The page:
|San Jose Sharks center Scott Nichol, left, falls as he works against Los Angeles Kings defenseman Alec Martinez for the puck during the first period of Game 6 of a first-round NHL hockey Stanley Cup playoff series in Los Angeles, Monday, April 25, 2011. (AP Photo/Chris Carlson) |
“I think that’s what our sport is all about,” Scott Nichol said. “It looks like we’re battling for every inch and we are. But at the end of day, it’s about how much respect you have for your opponent and how hard they battled.”
There’s not a lot of 1-on-1 time for the combatants, but there are a few words spoken as the players move on to the next member in the opposite sweater.
“It’s great to look the guys in the eye and shake their hand and they tell you good luck and keep going,” Nichol said. “You tell them how great the series was and that it could have gone either way. That’s what’s so special about our sport.”
“It’s congrats and go get them. That’s the small talk you have,” Niclas Wallin said.
While many television viewers and fans will see the post-series handshake line during the Stanley Cup Playoffs, the tradition is carried on throughout hockey – from youth level to adult recreational league.
“I remember in minor hockey shaking hands,” Nichol said. “I think it’s a very classy move in our sport.”
The postgame handshake is also done outside of North America.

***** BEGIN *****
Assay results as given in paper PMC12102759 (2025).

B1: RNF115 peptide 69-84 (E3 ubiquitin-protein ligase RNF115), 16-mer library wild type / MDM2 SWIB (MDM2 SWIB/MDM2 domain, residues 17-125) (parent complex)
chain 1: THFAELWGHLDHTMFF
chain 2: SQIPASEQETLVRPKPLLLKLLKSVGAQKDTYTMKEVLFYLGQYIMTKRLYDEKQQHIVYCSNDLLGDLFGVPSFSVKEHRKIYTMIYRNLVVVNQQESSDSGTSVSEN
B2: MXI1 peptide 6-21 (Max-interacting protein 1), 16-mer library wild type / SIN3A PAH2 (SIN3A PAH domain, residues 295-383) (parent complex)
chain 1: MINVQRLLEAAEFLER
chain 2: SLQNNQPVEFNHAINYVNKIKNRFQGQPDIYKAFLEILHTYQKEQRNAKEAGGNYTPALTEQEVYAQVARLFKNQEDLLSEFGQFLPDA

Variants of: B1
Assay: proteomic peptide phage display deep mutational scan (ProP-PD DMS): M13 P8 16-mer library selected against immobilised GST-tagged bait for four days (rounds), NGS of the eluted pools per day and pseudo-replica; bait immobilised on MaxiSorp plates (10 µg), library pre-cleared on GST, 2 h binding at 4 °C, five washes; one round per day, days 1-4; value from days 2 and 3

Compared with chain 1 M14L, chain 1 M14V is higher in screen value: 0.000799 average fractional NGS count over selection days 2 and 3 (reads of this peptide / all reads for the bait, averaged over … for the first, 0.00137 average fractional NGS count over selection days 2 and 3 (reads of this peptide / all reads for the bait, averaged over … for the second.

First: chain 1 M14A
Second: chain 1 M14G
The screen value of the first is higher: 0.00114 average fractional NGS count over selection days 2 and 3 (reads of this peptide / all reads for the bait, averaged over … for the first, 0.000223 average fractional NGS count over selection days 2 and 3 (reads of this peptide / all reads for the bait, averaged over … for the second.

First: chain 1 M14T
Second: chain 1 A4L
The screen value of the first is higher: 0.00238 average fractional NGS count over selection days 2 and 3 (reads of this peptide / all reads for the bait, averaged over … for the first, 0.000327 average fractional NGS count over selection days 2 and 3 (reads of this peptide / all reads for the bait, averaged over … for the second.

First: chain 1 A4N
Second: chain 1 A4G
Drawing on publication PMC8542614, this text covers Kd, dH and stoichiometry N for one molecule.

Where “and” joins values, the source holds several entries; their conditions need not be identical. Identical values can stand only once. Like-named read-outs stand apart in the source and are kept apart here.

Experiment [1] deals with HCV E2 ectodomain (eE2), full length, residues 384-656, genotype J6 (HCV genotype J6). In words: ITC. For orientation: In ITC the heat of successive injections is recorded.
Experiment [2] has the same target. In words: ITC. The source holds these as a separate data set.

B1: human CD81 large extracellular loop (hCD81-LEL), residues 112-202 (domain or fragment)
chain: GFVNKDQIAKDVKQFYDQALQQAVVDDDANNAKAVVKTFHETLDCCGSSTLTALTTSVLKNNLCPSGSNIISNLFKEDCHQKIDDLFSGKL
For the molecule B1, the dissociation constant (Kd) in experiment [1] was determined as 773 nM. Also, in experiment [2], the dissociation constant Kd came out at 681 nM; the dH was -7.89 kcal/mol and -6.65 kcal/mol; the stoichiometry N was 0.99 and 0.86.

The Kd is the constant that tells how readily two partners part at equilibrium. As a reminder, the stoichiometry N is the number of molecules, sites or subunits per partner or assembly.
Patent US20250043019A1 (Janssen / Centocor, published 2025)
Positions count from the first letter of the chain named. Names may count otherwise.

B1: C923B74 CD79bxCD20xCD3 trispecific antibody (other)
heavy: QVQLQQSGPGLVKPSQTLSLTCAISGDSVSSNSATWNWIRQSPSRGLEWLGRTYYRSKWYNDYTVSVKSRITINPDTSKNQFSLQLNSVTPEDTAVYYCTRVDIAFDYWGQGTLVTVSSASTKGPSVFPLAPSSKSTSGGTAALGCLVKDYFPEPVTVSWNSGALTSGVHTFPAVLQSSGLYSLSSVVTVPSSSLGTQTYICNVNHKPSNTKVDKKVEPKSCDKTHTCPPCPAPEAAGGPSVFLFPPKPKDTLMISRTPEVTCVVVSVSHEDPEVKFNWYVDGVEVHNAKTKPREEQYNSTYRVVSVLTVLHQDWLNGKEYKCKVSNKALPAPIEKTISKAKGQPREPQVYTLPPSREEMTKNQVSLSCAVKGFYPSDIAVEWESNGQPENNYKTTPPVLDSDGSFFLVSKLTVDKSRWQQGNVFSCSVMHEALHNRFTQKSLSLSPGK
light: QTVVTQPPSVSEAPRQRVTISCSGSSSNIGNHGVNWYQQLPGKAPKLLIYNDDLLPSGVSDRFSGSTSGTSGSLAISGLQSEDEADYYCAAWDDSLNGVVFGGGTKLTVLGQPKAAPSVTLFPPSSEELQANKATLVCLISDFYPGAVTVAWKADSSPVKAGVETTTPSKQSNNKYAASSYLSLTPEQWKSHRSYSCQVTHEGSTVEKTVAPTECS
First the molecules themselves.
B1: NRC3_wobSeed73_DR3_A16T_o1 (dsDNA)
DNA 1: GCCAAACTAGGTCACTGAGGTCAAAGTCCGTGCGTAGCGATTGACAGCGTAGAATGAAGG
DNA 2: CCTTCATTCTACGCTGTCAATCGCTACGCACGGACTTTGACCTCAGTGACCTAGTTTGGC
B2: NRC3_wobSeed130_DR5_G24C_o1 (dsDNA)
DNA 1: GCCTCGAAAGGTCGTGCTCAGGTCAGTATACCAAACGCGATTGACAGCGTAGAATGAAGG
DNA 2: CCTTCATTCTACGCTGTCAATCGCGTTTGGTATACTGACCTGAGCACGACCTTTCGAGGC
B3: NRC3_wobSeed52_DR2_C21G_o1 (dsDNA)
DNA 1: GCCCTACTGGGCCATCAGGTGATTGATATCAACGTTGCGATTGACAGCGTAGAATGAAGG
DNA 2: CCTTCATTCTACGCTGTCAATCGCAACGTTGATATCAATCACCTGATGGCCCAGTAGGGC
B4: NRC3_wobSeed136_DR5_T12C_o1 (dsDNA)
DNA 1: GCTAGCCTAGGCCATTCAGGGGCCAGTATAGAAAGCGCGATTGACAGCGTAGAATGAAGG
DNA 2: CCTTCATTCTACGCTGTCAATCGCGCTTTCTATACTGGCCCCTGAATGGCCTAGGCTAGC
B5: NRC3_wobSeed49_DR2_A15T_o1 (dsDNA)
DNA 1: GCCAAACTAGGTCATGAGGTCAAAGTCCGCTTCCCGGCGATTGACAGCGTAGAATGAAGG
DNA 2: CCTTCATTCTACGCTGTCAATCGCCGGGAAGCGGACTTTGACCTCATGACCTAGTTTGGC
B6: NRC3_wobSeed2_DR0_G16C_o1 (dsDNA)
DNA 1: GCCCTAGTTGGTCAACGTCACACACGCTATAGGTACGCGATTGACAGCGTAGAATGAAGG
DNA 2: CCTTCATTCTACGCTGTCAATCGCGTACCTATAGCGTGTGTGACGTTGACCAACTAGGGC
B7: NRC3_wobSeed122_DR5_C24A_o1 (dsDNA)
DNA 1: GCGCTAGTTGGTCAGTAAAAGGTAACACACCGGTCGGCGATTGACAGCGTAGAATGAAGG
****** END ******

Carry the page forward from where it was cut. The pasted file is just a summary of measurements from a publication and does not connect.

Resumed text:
“When I was younger, we shook hands after each game,” Sweden’s Douglas Murray
“Back home, there are handshakes after regular season games,” the Swedish-born Wallin said.
For as much as everyone enjoys the postgame ritual, it’s even more enjoyable when your team has won.
“You always want to be on the right side of the handshake,” Nichol said. “It’s so much better. Everyone is sore, they bled and it’s so stressful.”
The pure joy one side is feeling and the dejection of the other are quickly put aside for a brief moment.
“You’re not showboating at all during the handshake,” Nichol said. “You check your emotions when you go through. Hockey players are pretty humble.”
The handshake is the formal ending to the series and then it’s time to focus on the next round.
“After we shook the hands of L.A., we came back in and were focused on the next task,” Nichol said. “Our goal is the Stanley Cup. That was just one of the stepping stones to get to where we want to go. It’s a great ending point for a series. It’s a good battle and you shake hands.”
There’s two Game 7s (Buffalo at Philadelphia and Chicago at Vancouver, which is on at 7 p.m. on Versus) and a possible series-ender (Game 6 between Montreal and Boston) on tonight's schedule. You can be sure the Sharks players will be glued to the set.
“We’re players, but we’re also huge hockey fans,” Nichol said. “Anytime there’s a hockey game on, it will be on in the house somewhere.”
“I’m definitely going to watch hockey, both games,” Wallin said. “I love hockey and I think there’s nothing like a Game 7. It will be interesting to see.”
If Chicago beats Vancouver, the Sharks will face the Blackhawks in a repeat of last year’s Western Conference Final. Should the Canucks win, it will be a replay of last year’s Western Conference Semifinals between San Jose and Detroit.